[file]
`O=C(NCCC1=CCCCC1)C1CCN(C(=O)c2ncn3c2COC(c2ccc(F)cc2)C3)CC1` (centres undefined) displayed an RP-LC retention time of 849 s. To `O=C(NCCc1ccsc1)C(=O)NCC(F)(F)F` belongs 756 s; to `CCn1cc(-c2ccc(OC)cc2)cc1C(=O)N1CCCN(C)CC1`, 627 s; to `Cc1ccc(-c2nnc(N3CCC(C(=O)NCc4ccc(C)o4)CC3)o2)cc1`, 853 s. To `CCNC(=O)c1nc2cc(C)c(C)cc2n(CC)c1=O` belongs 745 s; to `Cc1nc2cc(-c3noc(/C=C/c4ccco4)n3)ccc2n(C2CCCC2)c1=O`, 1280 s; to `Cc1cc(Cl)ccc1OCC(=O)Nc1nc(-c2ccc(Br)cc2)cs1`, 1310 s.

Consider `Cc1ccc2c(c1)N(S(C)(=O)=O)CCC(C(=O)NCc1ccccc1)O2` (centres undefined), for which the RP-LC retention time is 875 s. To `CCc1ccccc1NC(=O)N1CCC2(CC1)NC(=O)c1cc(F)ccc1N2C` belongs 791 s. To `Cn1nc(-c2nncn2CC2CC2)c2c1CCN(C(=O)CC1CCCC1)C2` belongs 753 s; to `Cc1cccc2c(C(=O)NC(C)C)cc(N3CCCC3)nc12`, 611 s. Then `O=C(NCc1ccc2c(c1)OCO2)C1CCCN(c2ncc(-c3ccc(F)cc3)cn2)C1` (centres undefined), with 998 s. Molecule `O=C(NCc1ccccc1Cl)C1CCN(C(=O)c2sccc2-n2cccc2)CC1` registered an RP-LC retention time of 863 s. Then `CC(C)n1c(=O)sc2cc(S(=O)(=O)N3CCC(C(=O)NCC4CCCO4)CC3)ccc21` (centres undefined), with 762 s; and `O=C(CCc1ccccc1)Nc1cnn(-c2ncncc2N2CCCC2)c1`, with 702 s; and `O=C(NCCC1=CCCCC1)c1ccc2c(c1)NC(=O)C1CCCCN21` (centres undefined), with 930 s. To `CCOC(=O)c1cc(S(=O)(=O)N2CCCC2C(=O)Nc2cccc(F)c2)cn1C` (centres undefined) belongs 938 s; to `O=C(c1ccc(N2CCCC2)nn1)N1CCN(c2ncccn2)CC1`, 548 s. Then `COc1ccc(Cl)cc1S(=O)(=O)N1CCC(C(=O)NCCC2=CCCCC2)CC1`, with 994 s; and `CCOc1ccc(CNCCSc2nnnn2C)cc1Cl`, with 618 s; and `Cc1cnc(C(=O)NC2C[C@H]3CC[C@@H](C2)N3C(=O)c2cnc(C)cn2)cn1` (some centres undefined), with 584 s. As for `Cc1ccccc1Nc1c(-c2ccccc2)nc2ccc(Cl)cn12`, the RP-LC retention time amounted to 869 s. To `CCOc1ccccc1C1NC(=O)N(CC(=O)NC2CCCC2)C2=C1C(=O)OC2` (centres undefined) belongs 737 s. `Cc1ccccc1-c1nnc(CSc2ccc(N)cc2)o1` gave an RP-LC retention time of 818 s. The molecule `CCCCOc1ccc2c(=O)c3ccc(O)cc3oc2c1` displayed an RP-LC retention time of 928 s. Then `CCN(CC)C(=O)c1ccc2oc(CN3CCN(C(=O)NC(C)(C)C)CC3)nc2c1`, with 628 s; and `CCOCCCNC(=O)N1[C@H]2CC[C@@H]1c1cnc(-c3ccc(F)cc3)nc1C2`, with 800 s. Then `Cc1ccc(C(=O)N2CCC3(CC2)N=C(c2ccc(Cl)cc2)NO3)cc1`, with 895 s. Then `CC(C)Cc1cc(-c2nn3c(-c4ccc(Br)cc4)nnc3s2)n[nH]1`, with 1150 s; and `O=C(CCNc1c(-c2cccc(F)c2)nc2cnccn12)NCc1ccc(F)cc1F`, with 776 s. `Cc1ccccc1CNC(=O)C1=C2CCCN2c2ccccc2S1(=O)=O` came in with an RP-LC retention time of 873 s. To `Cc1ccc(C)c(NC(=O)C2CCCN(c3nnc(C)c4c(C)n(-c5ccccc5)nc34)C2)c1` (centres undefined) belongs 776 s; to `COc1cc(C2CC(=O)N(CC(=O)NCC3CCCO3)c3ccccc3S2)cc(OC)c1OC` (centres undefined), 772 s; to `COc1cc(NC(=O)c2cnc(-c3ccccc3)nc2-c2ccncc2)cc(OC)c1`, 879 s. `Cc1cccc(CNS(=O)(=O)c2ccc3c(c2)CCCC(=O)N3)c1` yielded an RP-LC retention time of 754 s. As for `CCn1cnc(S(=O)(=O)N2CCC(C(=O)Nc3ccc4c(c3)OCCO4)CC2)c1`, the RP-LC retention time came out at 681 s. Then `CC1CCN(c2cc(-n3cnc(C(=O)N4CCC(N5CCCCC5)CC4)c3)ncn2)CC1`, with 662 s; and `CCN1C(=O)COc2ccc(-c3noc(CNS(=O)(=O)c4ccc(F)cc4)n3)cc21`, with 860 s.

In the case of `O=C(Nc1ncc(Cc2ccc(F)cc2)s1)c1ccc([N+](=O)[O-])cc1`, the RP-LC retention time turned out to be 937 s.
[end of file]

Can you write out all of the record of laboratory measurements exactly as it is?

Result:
`O=C(NCCC1=CCCCC1)C1CCN(C(=O)c2ncn3c2COC(c2ccc(F)cc2)C3)CC1` (centres undefined) displayed an RP-LC retention time of 849 s. To `O=C(NCCc1ccsc1)C(=O)NCC(F)(F)F` belongs 756 s; to `CCn1cc(-c2ccc(OC)cc2)cc1C(=O)N1CCCN(C)CC1`, 627 s; to `Cc1ccc(-c2nnc(N3CCC(C(=O)NCc4ccc(C)o4)CC3)o2)cc1`, 853 s. To `CCNC(=O)c1nc2cc(C)c(C)cc2n(CC)c1=O` belongs 745 s; to `Cc1nc2cc(-c3noc(/C=C/c4ccco4)n3)ccc2n(C2CCCC2)c1=O`, 1280 s; to `Cc1cc(Cl)ccc1OCC(=O)Nc1nc(-c2ccc(Br)cc2)cs1`, 1310 s.

Consider `Cc1ccc2c(c1)N(S(C)(=O)=O)CCC(C(=O)NCc1ccccc1)O2` (centres undefined), for which the RP-LC retention time is 875 s. To `CCc1ccccc1NC(=O)N1CCC2(CC1)NC(=O)c1cc(F)ccc1N2C` belongs 791 s. To `Cn1nc(-c2nncn2CC2CC2)c2c1CCN(C(=O)CC1CCCC1)C2` belongs 753 s; to `Cc1cccc2c(C(=O)NC(C)C)cc(N3CCCC3)nc12`, 611 s. Then `O=C(NCc1ccc2c(c1)OCO2)C1CCCN(c2ncc(-c3ccc(F)cc3)cn2)C1` (centres undefined), with 998 s. Molecule `O=C(NCc1ccccc1Cl)C1CCN(C(=O)c2sccc2-n2cccc2)CC1` registered an RP-LC retention time of 863 s. Then `CC(C)n1c(=O)sc2cc(S(=O)(=O)N3CCC(C(=O)NCC4CCCO4)CC3)ccc21` (centres undefined), with 762 s; and `O=C(CCc1ccccc1)Nc1cnn(-c2ncncc2N2CCCC2)c1`, with 702 s; and `O=C(NCCC1=CCCCC1)c1ccc2c(c1)NC(=O)C1CCCCN21` (centres undefined), with 930 s. To `CCOC(=O)c1cc(S(=O)(=O)N2CCCC2C(=O)Nc2cccc(F)c2)cn1C` (centres undefined) belongs 938 s; to `O=C(c1ccc(N2CCCC2)nn1)N1CCN(c2ncccn2)CC1`, 548 s. Then `COc1ccc(Cl)cc1S(=O)(=O)N1CCC(C(=O)NCCC2=CCCCC2)CC1`, with 994 s; and `CCOc1ccc(CNCCSc2nnnn2C)cc1Cl`, with 618 s; and `Cc1cnc(C(=O)NC2C[C@H]3CC[C@@H](C2)N3C(=O)c2cnc(C)cn2)cn1` (some centres undefined), with 584 s. As for `Cc1ccccc1Nc1c(-c2ccccc2)nc2ccc(Cl)cn12`, the RP-LC retention time amounted to 869 s. To `CCOc1ccccc1C1NC(=O)N(CC(=O)NC2CCCC2)C2=C1C(=O)OC2` (centres undefined) belongs 737 s. `Cc1ccccc1-c1nnc(CSc2ccc(N)cc2)o1` gave an RP-LC retention time of 818 s. The molecule `CCCCOc1ccc2c(=O)c3ccc(O)cc3oc2c1` displayed an RP-LC retention time of 928 s. Then `CCN(CC)C(=O)c1ccc2oc(CN3CCN(C(=O)NC(C)(C)C)CC3)nc2c1`, with 628 s; and `CCOCCCNC(=O)N1[C@H]2CC[C@@H]1c1cnc(-c3ccc(F)cc3)nc1C2`, with 800 s. Then `Cc1ccc(C(=O)N2CCC3(CC2)N=C(c2ccc(Cl)cc2)NO3)cc1`, with 895 s. Then `CC(C)Cc1cc(-c2nn3c(-c4ccc(Br)cc4)nnc3s2)n[nH]1`, with 1150 s; and `O=C(CCNc1c(-c2cccc(F)c2)nc2cnccn12)NCc1ccc(F)cc1F`, with 776 s. `Cc1ccccc1CNC(=O)C1=C2CCCN2c2ccccc2S1(=O)=O` came in with an RP-LC retention time of 873 s. To `Cc1ccc(C)c(NC(=O)C2CCCN(c3nnc(C)c4c(C)n(-c5ccccc5)nc34)C2)c1` (centres undefined) belongs 776 s; to `COc1cc(C2CC(=O)N(CC(=O)NCC3CCCO3)c3ccccc3S2)cc(OC)c1OC` (centres undefined), 772 s; to `COc1cc(NC(=O)c2cnc(-c3ccccc3)nc2-c2ccncc2)cc(OC)c1`, 879 s. `Cc1cccc(CNS(=O)(=O)c2ccc3c(c2)CCCC(=O)N3)c1` yielded an RP-LC retention time of 754 s. As for `CCn1cnc(S(=O)(=O)N2CCC(C(=O)Nc3ccc4c(c3)OCCO4)CC2)c1`, the RP-LC retention time came out at 681 s. Then `CC1CCN(c2cc(-n3cnc(C(=O)N4CCC(N5CCCCC5)CC4)c3)ncn2)CC1`, with 662 s; and `CCN1C(=O)COc2ccc(-c3noc(CNS(=O)(=O)c4ccc(F)cc4)n3)cc21`, with 860 s.

In the case of `O=C(Nc1ncc(Cc2ccc(F)cc2)s1)c1ccc([N+](=O)[O-])cc1`, the RP-LC retention time turned out to be 937 s.